Military leaders voiced similar views about the future of national security. At last Thursday’s House Armed Services Committee hearing on the Future of National Defense, former Chairmen of the Joint Chiefs of Staff General Richard Myers said that the U.S. must engage all tools of national security- military, diplomatic, economic, and informational- for a strong and effective foreign policy. General Peter Pace echoed him and Secretary Clinton by saying, “sometimes [the military] is a very blunt tool, when we need a scalpel.”
The think tank community has been active as well. A recent report from CSIS analyzed the current threat of al Qaida and associated movements to the United States, concluding that counter terrorism operations that focus on terrorist threats must be complemented with counter extremism operations that focus on societal factors that fuel terrorism. In today’s austere economic climate, the report emphasizes cost savings and efficiencies from focusing on prevention, the “force-multiplying effects of U.S. investment and aid abroad,” and forging new partnerships. In other words, the most effective response to extremism is not a military campaign, but targeted diplomatic and development efforts along with counterterrorism defense programs.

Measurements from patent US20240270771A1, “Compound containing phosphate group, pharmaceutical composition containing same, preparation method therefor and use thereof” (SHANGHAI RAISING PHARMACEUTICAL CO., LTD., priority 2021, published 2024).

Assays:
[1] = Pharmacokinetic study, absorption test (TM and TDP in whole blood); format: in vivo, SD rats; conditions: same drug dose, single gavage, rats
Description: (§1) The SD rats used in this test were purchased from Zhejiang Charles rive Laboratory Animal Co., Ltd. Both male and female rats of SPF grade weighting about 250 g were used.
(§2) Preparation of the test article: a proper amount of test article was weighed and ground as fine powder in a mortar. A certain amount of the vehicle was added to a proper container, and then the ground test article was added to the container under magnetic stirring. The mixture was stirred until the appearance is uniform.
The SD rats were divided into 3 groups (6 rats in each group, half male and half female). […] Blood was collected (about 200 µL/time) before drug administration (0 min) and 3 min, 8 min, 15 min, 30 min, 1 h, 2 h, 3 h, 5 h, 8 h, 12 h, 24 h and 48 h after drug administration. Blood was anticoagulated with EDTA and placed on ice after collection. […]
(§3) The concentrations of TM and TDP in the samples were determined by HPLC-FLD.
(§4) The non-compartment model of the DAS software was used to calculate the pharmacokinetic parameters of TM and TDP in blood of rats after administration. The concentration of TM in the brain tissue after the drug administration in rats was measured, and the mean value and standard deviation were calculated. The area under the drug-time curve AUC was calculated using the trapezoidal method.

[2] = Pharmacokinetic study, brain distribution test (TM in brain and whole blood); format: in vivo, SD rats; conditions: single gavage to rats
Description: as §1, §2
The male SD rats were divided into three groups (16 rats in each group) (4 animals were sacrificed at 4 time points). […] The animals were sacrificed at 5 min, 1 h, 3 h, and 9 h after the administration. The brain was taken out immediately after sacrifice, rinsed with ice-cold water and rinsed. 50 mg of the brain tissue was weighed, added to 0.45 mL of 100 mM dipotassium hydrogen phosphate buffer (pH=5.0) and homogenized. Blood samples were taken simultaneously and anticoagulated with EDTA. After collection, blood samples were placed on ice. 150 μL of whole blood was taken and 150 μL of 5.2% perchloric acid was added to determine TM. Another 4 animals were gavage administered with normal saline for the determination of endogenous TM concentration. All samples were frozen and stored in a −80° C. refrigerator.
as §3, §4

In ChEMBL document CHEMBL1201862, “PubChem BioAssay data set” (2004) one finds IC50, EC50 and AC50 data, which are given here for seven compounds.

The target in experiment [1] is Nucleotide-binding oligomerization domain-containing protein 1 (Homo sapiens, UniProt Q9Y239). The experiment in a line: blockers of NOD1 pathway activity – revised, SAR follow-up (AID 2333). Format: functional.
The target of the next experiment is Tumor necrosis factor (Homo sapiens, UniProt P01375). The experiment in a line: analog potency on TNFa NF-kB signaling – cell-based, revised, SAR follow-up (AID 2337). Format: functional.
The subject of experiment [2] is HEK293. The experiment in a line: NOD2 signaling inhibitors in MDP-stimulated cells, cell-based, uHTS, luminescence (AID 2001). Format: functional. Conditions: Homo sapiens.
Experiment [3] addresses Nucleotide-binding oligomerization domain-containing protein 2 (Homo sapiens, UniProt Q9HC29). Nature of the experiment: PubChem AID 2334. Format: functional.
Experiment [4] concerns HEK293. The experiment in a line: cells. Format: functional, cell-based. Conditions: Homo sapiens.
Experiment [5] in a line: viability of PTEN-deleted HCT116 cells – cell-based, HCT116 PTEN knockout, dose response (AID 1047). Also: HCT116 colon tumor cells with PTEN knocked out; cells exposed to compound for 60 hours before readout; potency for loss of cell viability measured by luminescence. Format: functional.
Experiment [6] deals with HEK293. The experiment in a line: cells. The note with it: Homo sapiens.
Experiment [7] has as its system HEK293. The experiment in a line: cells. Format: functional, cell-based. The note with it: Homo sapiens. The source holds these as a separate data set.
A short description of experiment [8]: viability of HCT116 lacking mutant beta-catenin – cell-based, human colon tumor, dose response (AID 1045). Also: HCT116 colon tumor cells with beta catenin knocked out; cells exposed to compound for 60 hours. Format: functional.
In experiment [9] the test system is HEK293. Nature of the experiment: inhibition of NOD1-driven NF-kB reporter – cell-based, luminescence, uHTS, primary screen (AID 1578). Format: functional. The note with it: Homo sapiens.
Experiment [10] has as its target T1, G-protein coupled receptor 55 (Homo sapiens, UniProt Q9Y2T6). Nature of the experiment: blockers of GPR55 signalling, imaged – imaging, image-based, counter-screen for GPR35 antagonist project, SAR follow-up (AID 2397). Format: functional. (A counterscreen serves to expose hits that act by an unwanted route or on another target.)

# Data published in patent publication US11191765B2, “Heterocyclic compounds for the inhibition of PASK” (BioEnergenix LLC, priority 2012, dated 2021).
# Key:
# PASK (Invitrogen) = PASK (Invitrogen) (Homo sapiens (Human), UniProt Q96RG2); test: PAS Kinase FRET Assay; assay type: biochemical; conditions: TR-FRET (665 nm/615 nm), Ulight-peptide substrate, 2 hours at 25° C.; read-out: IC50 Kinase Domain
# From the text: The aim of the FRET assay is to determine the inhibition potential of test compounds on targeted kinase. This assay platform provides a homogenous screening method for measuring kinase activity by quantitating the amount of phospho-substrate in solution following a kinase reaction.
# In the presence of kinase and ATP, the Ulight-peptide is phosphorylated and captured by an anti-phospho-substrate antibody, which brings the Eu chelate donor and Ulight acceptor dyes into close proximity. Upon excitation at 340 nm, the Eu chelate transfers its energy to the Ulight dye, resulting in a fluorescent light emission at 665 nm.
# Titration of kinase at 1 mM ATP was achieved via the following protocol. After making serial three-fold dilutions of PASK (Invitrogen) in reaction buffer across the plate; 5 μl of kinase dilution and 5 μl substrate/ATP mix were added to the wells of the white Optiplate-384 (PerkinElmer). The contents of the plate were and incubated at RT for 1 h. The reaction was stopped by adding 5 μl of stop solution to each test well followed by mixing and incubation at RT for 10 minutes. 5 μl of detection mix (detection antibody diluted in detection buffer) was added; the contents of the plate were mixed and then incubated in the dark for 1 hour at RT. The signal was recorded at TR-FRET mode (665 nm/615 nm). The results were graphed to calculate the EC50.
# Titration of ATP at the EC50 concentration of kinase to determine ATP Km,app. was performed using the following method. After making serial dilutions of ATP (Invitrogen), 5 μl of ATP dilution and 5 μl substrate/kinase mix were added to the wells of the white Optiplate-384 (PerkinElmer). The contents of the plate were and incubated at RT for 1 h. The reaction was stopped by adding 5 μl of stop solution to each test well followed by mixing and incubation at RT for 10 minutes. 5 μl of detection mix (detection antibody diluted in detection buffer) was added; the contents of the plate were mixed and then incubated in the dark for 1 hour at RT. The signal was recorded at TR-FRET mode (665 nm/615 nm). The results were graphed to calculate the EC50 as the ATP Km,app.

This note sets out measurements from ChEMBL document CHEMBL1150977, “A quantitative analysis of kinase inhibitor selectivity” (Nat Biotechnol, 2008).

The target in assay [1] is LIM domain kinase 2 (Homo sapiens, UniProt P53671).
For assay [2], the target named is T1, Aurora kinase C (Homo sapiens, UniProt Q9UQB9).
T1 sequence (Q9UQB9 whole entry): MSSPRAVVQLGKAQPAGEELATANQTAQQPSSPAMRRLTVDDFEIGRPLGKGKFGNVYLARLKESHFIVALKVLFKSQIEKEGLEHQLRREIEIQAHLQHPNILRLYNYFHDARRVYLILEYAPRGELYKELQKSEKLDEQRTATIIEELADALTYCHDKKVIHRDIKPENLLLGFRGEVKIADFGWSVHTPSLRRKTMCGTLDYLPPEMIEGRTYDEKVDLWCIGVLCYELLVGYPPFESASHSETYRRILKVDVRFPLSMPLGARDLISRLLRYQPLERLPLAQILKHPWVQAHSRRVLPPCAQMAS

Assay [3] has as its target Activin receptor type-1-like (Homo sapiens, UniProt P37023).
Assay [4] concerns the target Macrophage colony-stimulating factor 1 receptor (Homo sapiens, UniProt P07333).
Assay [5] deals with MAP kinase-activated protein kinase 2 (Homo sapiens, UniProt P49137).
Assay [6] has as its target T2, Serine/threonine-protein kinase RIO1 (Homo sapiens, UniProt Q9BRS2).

Many of these operations take place in countries not considered frontline states, such as Yemen, Indonesia, Mali, and Algeria. Yet the International Affairs Budget is facing the prospect of cuts of nearly 20% to programs outside the frontline states of Iraq, Afghanistan, and Pakistan. As a result, efforts by USAID, State Department, and the Millennium Challenge Corporation to build stable societies are in jeopardy. At a time when political and military leaders are calling for a scalpel, Congress may be leaving us with a sledgehammer.